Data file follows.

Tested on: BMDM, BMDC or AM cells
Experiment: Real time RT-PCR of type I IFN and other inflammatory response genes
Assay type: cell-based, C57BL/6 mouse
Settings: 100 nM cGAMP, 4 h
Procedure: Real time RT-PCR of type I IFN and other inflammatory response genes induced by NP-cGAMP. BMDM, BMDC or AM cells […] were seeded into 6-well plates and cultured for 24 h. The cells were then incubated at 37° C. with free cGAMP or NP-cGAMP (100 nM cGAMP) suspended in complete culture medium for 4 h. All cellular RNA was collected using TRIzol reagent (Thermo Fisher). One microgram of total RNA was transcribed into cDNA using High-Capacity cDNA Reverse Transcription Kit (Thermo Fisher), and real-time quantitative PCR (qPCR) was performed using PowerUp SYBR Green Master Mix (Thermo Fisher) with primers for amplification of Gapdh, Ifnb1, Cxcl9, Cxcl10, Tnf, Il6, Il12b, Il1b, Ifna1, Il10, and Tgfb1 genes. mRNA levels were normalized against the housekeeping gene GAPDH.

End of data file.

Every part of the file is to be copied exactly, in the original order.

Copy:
Tested on: BMDM, BMDC or AM cells
Experiment: Real time RT-PCR of type I IFN and other inflammatory response genes
Assay type: cell-based, C57BL/6 mouse
Settings: 100 nM cGAMP, 4 h
Procedure: Real time RT-PCR of type I IFN and other inflammatory response genes induced by NP-cGAMP. BMDM, BMDC or AM cells […] were seeded into 6-well plates and cultured for 24 h. The cells were then incubated at 37° C. with free cGAMP or NP-cGAMP (100 nM cGAMP) suspended in complete culture medium for 4 h. All cellular RNA was collected using TRIzol reagent (Thermo Fisher). One microgram of total RNA was transcribed into cDNA using High-Capacity cDNA Reverse Transcription Kit (Thermo Fisher), and real-time quantitative PCR (qPCR) was performed using PowerUp SYBR Green Master Mix (Thermo Fisher) with primers for amplification of Gapdh, Ifnb1, Cxcl9, Cxcl10, Tnf, Il6, Il12b, Il1b, Ifna1, Il10, and Tgfb1 genes. mRNA levels were normalized against the housekeeping gene GAPDH.